Judgment of 30 September 2015 in CaseT‑136/14 Tilda Riceland Private Ltd v OHIM

The General Court has (for the second time) annulled the decision of the Board of Appeal rejecting an opposition based on extended passing off. The decision confirms that the UK doctrine of extended passing off is compatible with Article 8(4) of Regulation No 207/2009 (the CTMR).

Tilda Riceland Private Ltd brought an opposition against a CTM application for a figurative sign incorporating the word BASMALI. The opponent claimed to own non-registered rights to BASMATI due to its long-standing use of this sign in the course of trade in relation to a particular type of rice with specific origin. The opposition was based on the UK claim for “extended passing off” which allows actions in passing off to be brought by (at least) one of a class of traders sharing the collective goodwill in a sign. The opponent invoked Article 8(4) CTMR which allows for oppositions to be brought based on unregistered trade marks or other signs used in the course of trade of more than merely local significance. The opposition had previously already been refused by the Board of Appeal in 2009 but that decision was annulled by the General Court in 2014 and the case was remitted back to OHIM.

On re-examination of the opposition the Board of Appeal again refused the opposition, holding in essence that the opponent failed to show that the sign BASMATI was capable of being used to distinguish the opponent’s goods from the goods of other undertakings. The Board found that this was particularly unlikely because BASMATI labelled rice was marketed by a number of traders and always in combination with various other trade marks (such as SAINSBURY’S and TESCO). The Board also found it significant that the opponent was only a foreign manufacturer and exporter of the rice in question and did not use the BASMATI mark in the UK market itself.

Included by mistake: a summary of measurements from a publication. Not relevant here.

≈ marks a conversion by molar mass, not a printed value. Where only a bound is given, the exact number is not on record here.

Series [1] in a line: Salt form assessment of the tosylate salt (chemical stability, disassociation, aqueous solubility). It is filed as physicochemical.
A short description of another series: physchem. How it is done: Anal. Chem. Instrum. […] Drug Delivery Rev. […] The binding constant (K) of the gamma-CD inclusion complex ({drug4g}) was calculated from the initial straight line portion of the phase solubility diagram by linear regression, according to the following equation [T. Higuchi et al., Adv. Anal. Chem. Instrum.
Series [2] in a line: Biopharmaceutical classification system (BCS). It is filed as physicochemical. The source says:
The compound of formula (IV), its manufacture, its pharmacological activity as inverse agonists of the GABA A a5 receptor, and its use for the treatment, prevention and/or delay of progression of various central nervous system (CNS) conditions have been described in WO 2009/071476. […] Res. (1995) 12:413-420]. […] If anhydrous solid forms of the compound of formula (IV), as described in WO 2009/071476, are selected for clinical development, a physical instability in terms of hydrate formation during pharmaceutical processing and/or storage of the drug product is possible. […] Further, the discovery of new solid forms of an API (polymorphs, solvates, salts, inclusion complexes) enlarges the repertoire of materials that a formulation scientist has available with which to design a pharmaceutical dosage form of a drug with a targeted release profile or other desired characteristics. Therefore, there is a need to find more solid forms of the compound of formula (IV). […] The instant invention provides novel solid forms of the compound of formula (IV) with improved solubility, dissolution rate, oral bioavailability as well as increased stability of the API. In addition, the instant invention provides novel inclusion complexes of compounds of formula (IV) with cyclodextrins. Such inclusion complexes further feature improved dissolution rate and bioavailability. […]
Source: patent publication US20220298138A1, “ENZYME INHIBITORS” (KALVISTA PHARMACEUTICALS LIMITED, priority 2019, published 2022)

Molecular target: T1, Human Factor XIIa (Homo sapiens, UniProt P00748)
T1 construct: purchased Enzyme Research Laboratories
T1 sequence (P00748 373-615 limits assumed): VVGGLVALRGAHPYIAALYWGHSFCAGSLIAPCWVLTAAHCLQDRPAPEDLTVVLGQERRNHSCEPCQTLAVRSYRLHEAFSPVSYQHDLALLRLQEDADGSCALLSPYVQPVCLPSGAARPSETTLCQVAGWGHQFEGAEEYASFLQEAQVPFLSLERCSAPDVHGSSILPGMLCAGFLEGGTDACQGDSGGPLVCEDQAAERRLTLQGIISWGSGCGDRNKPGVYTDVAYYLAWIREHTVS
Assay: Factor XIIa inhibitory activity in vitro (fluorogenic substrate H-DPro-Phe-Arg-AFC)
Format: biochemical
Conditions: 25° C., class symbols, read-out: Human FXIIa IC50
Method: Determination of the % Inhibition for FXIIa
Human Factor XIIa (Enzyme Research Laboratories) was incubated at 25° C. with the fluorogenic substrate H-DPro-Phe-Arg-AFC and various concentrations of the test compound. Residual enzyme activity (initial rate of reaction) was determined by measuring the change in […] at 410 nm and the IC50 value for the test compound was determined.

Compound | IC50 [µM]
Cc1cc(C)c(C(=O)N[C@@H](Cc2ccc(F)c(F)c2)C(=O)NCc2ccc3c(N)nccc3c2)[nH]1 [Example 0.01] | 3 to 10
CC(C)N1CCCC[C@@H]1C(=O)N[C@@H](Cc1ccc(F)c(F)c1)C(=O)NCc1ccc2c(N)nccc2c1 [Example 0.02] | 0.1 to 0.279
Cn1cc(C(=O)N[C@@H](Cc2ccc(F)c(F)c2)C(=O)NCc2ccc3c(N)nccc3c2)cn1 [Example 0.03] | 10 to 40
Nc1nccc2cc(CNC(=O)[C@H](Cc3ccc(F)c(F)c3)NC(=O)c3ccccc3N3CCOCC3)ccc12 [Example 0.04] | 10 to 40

This decision has now been annulled by the General Court. The court clarifies that Article 8(4) does not require that the function of the use of a sign should be exclusively that of identifying the commercial origin of the goods at issue. It was therefore not necessary for the opponent to show that the word BASMATI could be used to distinguish its goods from that of other undertakings. It would be sufficient to find that the sign BASMATI serves to identify (inter alia) geographical origin of the goods at issue and the special qualities inherent in them, or of the characteristics on which their reputation is based. Therefore a sign can be classified as a distinctive element for the purposes of Article 8(4) also if (inter alia) it serves to identify certain goods or services in relation to other similar goods and services.

The Court also confirms that since Article 8(4) does not require that a sign designate the source of origin, it is also not relevant for a claim under that provision whether the opponent had itself marketed the goods in the territory at issue.

This case is significant in its (repeated) recognition of the extended form of passing off at the CTM level. It opens up the scope for opposition and invalidity actions to be brought by (at least) one member of a class of traders who shares in the collective reputation of a particular non-registered sign. It is therefore good news for individual members of trade associations seeking to protect their (collective) reputation in a particular mark.